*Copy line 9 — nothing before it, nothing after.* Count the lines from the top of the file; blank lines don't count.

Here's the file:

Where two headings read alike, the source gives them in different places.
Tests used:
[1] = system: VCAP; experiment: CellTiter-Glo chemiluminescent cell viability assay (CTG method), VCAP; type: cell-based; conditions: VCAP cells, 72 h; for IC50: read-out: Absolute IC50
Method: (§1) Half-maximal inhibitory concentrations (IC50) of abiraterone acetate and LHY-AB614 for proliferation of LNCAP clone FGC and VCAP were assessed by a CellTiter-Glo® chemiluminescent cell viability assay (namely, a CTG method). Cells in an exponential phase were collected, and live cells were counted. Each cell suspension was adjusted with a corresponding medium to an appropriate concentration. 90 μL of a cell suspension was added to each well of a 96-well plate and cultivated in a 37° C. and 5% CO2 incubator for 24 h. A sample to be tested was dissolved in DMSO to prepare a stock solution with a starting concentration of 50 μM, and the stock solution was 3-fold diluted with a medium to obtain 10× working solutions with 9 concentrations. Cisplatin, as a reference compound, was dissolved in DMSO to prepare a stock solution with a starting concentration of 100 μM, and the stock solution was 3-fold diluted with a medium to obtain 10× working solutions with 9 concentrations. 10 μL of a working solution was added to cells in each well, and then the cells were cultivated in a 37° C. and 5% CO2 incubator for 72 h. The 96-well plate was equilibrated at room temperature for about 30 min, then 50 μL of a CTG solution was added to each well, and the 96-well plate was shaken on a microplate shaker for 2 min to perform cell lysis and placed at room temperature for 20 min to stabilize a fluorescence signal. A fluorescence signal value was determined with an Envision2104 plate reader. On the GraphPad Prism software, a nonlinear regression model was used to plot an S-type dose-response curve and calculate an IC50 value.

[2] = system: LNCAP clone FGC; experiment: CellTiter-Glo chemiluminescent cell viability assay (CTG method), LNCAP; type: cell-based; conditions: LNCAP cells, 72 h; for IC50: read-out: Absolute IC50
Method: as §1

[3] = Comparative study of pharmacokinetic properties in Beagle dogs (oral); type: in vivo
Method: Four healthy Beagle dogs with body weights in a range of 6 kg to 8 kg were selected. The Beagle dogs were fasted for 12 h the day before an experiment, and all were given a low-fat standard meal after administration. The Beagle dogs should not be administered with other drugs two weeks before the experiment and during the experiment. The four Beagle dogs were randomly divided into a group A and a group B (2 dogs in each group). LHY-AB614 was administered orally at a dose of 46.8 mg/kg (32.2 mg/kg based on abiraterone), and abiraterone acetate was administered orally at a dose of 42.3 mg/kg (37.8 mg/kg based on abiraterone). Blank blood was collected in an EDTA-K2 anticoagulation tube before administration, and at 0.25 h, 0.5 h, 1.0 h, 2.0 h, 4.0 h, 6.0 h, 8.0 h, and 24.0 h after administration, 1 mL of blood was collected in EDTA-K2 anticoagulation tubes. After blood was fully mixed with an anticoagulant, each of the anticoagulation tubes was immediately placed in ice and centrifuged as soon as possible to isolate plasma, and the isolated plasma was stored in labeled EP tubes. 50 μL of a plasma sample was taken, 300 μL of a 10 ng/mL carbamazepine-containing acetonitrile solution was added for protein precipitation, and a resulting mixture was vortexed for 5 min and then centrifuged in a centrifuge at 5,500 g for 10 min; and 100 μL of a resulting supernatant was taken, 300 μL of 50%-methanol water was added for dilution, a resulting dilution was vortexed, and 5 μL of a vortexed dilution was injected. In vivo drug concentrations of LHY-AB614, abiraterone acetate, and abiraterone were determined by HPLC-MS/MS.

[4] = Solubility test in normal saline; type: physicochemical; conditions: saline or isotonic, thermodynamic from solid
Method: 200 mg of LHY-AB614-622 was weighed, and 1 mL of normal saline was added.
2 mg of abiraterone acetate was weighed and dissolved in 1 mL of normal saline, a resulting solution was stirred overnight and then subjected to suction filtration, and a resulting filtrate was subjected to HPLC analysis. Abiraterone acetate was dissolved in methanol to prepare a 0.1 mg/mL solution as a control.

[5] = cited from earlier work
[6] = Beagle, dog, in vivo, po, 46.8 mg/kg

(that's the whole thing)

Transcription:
[4] = Solubility test in normal saline; type: physicochemical; conditions: saline or isotonic, thermodynamic from solid